Friday, November 07, 2008

Why Community Matters...

It is easy to forget how important a community is to an entrepreneur, when you are heads down in a project and trying to launch a company. Most entrepreneurs (especially ones in the Internet business) may not consider their community an asset at all.
Just like the old days, when communities were built around the local steel plant and everyone supported local businesses because the knew that it would benefit their neighbor - the 21st century community needs to embrace some of the basic principals in building strong cities. Our businesses may be evolving - becoming global and selling to customers thousands of miles away - but I think there are some key principles that we need to continue to embrace in order to build strong communities and thus stronger businesses.
First lets talk about the basics - what does a startup business need?
Simple - 1) Help and 2) Customers.
Help can come in different forms - perhaps a local incubator or small business guidance program to help entrepreneurs find the right resources to solve their problems. Help can also be other entrepreneurs in the local community providing their services, or a local newspaper giving the new business some exposure by writing an article. Sometimes, an entrepreneur just needs a couple of breaks to get their business on track. Who better to offer this help, but the local community who has a vested interest in their success (e.g. economic development).
What if a business needs a few hands to help them do some work? How about a more aggressive internship program with local high schools or colleges as a way to help businesses.
And customers? Every business (and consumer) can be a potential customer for a new business in their community. If a company is spending the money on a product or service anyway - why not buy from a local company instead? Why not promote business-to-business transactions in local communities. Perhaps they will get better service - and even if its the same - they are supporting a local business which in turn can support them.
If any community wants to prosper in the 21st century, when the global economy allows for a worker in India to compete with a worker in Sarasota, Florida for a job - and when a product built in Orlando competes with a similar product built for half the money in China - then we need to go back to what made the American economy strong - the local community.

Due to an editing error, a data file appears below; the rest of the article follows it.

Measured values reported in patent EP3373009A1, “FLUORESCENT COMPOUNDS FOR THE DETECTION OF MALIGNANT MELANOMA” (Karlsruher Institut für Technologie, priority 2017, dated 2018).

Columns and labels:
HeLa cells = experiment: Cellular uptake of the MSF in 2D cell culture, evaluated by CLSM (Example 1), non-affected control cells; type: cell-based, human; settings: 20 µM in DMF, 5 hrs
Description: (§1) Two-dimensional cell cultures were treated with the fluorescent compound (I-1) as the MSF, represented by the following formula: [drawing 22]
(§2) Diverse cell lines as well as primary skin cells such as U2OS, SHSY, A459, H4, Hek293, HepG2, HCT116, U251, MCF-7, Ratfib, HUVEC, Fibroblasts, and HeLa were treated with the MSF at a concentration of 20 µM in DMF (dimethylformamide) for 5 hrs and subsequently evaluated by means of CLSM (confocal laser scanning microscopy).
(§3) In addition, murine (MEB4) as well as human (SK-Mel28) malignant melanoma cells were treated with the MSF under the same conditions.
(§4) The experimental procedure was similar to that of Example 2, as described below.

By supporting local businesses, you support your own business. By buying products and services from your community - you strengthen the local economy and more importantly you strengthen your community.
Here are my final thoughts:
1. If you are a business and buy technology or services from outside your community - reconsider buying from local businesses that offer the same service. Try them out. If they are the same or better - than why not buy local?
2. If you are a media company (newspaper, cable, etc) and you survive on advertising dollars - then perhaps take more time in talking about local businesses that are new - give them a boost when they need it the most. Perhaps down the road, when they have the money they will become an advertiser.
3. If you are a local school (college or high school) - integrate with the local business community. Provide internship credits to your students and give help to new businesses in the area. This helps startups grow when they don't have money to hire full time staff. The best lesson any student could learn is what it is like starting a new business.
4. If you are a local entrepreneur - take time to help other entrepreneurs by offering advice, resources or open your network of professionals to them to help connect them to the right people. Perhaps you can introduce them to their first big customer, or the key investor they need to launch their company.
In summary, the Community Matters. This idea that businesses can grow in a silo, and that the "global economy" eliminates the need to be local is wrong. Never in the history of our economy, has it been more important for businesses to find strength locally so that they can compete and prosper globally.